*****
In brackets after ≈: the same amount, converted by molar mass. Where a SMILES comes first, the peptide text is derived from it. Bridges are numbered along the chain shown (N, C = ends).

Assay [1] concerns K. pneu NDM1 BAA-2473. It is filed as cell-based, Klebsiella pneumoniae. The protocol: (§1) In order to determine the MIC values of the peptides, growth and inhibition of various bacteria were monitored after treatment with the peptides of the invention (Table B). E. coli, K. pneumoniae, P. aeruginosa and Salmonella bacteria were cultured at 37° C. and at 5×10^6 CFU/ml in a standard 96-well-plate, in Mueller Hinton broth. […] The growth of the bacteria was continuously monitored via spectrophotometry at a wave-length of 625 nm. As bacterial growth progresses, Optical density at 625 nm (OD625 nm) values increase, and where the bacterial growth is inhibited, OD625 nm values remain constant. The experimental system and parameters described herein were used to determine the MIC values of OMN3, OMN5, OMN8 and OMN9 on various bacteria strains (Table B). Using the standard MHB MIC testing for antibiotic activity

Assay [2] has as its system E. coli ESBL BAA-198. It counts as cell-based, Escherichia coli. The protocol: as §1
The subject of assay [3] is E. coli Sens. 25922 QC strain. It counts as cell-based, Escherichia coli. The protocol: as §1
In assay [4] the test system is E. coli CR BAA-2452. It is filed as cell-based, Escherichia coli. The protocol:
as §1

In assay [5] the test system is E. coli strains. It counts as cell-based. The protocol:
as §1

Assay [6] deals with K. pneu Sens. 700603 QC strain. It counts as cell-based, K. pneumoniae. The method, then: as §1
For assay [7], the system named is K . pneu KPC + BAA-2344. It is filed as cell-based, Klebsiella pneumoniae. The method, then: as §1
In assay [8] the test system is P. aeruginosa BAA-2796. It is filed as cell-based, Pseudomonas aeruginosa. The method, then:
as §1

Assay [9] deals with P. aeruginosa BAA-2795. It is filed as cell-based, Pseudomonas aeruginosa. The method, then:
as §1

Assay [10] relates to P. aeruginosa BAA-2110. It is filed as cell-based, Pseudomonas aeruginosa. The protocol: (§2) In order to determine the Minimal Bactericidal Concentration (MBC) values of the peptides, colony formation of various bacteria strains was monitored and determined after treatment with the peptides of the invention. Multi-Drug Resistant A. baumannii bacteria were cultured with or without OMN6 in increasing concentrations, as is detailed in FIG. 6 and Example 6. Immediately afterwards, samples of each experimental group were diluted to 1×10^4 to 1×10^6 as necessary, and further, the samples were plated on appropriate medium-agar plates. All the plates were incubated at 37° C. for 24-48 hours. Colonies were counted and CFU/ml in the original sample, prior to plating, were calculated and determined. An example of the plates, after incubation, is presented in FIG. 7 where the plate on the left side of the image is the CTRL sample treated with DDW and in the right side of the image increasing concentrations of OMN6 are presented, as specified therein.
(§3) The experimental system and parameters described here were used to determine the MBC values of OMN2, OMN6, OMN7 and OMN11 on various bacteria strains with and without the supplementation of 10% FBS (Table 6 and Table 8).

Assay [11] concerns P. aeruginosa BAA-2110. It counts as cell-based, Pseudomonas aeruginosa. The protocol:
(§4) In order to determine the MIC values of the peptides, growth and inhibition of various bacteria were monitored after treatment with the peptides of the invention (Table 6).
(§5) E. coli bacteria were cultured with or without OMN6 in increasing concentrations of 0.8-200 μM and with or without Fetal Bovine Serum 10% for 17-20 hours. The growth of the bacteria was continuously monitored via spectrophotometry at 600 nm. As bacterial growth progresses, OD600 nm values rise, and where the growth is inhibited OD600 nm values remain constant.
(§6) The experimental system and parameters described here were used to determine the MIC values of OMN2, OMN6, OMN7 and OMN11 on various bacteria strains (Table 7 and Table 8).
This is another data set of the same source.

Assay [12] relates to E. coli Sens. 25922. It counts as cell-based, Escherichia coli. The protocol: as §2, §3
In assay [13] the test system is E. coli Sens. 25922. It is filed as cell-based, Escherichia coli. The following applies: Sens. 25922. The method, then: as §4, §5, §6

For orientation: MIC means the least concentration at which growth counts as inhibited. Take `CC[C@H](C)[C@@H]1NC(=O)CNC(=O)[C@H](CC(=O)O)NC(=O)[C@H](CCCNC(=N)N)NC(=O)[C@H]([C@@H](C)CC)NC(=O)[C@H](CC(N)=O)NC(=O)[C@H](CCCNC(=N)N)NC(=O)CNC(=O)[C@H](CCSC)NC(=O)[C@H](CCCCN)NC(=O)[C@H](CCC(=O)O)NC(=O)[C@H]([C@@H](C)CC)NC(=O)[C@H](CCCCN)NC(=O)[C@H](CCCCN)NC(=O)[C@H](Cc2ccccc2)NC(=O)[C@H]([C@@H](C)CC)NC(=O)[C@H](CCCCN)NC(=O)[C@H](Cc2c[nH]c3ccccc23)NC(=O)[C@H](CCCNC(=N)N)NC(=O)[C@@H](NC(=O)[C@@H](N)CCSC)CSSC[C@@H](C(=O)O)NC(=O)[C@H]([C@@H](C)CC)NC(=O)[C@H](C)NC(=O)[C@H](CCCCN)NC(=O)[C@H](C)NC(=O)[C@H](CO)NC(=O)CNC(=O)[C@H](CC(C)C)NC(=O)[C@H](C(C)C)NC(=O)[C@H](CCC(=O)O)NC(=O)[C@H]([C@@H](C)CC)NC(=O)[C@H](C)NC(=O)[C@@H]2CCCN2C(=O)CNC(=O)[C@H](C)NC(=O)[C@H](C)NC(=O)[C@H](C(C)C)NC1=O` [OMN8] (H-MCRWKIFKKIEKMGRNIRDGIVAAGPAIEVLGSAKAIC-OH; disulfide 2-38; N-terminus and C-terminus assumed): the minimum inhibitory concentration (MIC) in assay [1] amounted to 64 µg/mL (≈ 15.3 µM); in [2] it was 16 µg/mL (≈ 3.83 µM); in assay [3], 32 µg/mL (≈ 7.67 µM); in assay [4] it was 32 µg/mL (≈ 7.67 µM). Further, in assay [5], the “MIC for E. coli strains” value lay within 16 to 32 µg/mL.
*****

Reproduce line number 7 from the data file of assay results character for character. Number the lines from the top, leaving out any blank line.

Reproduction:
In assay [5] the test system is E. coli strains. It counts as cell-based. The protocol: